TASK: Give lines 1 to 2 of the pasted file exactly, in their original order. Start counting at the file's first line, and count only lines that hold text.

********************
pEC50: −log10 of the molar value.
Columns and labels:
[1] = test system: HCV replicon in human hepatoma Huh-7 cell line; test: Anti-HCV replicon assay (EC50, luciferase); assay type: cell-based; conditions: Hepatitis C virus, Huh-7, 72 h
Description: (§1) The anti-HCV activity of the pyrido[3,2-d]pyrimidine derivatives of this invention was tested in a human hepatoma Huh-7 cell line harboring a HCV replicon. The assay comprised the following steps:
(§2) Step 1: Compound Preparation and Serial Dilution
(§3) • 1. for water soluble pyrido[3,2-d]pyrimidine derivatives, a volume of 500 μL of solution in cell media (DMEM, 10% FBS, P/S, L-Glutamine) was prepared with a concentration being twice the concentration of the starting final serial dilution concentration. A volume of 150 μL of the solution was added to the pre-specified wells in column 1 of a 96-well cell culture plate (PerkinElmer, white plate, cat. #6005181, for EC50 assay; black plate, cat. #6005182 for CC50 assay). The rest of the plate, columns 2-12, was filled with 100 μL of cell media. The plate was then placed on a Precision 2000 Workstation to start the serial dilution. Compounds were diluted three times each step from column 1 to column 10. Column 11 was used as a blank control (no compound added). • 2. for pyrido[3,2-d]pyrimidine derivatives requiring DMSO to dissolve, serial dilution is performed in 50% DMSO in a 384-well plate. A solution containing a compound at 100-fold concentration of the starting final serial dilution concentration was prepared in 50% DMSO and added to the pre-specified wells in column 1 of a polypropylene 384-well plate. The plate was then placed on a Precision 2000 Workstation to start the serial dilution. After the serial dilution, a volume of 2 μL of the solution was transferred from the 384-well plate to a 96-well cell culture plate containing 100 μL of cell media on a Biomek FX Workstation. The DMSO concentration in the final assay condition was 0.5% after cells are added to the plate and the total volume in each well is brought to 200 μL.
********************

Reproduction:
pEC50: −log10 of the molar value.
Columns and labels: